PHOTO BY: Diane Becker, Fishbowl Films / “Inventing Tomorrow” in Monterrey, Mexico

Tara: How does your documentary work inform your narrative work?

Shana: Right out of film school, I was working as an assistant editor. My mentor Allen Daviau used to tell me “If you want to shoot, shoot.” He encouraged me to tell everyone I met on jobs that I really wanted to shoot and also to shoot anything I could get my hands on. Slowly, but surely, I tarted to get more doc work. I shot a film on the weekends, while I was Assistant Editing at National Geographic. That film ended up winning an Academy Award for Best Documentary Short (Breathing Lessons: The Life and Work of Mark O’Brien, 1996).

I started to shoot mostly docs after that for about fifteen to twenty years. When I started doing scripted work, one of the first projects I worked on was Parks and Recreation. That was one of my first scripted episodic shows as an operator, and I was hired because of my documentary work. Really, the direct correlation between what I’ve learned in documentaries, and what I bring from that experience to my scripted work, is knowing where to put the camera to be the most efficient to cover a scene. In a documentary, you get one chance to come into a room, assess the room, and figure out where you want to be to have maximum coverage and also the maximum impact for a scene.

I learned how to use natural light to your advantage, not to fight it but to use it to help tell the story. That honestly is probably the biggest thing I’ve learned from docs and bring into the scripted world. In my scripted work, I’m often not bringing units into the room. I love for the operators and actors to be able to move freely in the room without being impeded by lights. I feel like I bring that observational quality that I have learned and appreciate from my documentary world into my work in scripted content. Being unobtrusive and having a small footprint allows the actors to feel the most comfortable. It makes an actor feel super comfortable to just have the freedom to move where they need to rather than hit a mark and stop there. To me, it’s all about trying to make an environment as natural and believable as possible to allow the performances to shine. I like making things look and feel as realistic as possible as I think this helps the audience relate to the story and characters in a meaningful way.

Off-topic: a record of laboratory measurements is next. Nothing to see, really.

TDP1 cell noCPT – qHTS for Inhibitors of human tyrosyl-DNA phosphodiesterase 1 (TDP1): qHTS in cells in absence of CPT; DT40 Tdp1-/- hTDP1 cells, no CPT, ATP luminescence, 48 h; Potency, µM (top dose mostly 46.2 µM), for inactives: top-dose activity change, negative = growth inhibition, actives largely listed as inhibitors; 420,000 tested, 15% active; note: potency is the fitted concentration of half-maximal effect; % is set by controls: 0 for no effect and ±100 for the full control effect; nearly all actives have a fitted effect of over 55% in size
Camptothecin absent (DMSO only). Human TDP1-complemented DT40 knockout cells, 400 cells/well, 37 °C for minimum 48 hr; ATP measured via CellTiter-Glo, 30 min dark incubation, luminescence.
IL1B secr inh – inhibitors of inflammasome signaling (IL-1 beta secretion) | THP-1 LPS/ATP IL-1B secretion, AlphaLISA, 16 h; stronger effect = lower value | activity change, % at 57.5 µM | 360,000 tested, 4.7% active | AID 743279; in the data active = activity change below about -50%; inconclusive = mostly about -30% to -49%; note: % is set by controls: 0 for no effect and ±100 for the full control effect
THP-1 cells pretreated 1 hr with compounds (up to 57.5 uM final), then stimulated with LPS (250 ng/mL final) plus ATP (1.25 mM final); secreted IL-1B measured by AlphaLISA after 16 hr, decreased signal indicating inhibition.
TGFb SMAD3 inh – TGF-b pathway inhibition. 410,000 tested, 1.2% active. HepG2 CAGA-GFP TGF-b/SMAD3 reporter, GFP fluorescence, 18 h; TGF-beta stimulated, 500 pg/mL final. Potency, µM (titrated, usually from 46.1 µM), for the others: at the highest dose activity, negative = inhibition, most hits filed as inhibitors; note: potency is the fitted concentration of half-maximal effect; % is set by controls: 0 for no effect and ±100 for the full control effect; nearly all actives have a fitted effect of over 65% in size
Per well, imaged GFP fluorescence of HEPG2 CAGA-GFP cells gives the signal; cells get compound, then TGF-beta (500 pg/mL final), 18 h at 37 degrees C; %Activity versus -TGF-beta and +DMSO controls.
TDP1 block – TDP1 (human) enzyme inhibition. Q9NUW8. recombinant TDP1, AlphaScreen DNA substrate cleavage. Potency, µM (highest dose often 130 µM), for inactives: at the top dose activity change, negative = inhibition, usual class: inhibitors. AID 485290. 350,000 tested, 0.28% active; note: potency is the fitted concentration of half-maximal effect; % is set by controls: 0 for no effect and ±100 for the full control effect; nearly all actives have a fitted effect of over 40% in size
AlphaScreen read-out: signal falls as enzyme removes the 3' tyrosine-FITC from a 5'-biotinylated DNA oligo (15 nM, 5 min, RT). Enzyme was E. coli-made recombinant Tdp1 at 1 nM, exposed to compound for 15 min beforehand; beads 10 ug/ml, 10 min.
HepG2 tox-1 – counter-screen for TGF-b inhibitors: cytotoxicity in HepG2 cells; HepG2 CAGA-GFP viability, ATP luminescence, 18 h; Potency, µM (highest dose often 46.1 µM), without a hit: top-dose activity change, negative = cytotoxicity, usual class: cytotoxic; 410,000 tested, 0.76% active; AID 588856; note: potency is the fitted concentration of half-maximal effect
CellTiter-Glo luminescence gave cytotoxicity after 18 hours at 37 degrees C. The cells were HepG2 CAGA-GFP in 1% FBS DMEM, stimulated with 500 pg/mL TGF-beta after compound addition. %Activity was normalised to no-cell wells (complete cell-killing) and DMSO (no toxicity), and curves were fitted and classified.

Tara: You recently were invited to join the American Society of Cinematographers. Can you tell us about the process and if you feel a shift since gaining membership?

Shana: In 2020, I was invited to join the American Society of Cinematographers. It’s an organization I’ve admired my entire career. I have read American Cinematographer magazine religiously since early on in Film School. The community of incredible DPs that come from all different aspects of the industry come together to form the Society. I appreciate our focus on education. We want to pass along the knowledge and techniques of cinematography to the next generation of storytellers.

I’ve had a wonderful feeling of validation and a huge boost of confidence since being invited to join the Society. I realize now that sharing my personal experiences with others can help them with their own journeys. I love being a part of the film industry and I feel there’s a great shift towards inclusion of diverse voices in our ever-growing community. I want everyone to know they have a unique, distinct voice that deserves and needs to be heard. The world needs to hear everyone’s voices. So keep at it everyone!

Tara: Tell us an anecdote from working on your recent show Somebody Somewhere.

I love shooting Somebody Somewhere for HBO – we shoot mostly handheld with an observational / caring friend in the room approach. I DP and operate on most everything I shoot. An impactful moment in Season 1 was with Bridget Everett who stars as Sam. Fred Rococo (played by Murray Hill) convinces Sam to sing in front of an audience. Sam reluctantly agrees then proceeds to belt out an incredible rendition of Janis Joplin’s “Piece of my Heart”.

We shot the whole song live from start to finish with three cameras – all handheld with specific lensing and zone coverage. At the end of the first take, the scene (as scripted) was supposed to end on stage with Sam taking a bow as the crowd erupts in applause. But once Bridget finished the song, she bows then – still in character -slinks off stage to exhale and process what just happened. Since Bridget was still performing, I needed to be too. I continued to track with her to film the moment the exhausted Sam realized she’d overcome her anxieties to rediscover the joy of performing.